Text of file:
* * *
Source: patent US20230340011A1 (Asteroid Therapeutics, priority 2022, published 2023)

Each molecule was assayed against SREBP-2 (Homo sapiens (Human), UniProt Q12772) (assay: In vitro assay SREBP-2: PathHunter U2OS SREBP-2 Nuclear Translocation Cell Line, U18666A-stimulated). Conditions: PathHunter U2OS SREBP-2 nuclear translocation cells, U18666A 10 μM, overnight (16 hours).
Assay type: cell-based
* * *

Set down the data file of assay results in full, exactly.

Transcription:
Source: patent US20230340011A1 (Asteroid Therapeutics, priority 2022, published 2023)

Each molecule was assayed against SREBP-2 (Homo sapiens (Human), UniProt Q12772) (assay: In vitro assay SREBP-2: PathHunter U2OS SREBP-2 Nuclear Translocation Cell Line, U18666A-stimulated). Conditions: PathHunter U2OS SREBP-2 nuclear translocation cells, U18666A 10 μM, overnight (16 hours).
Assay type: cell-based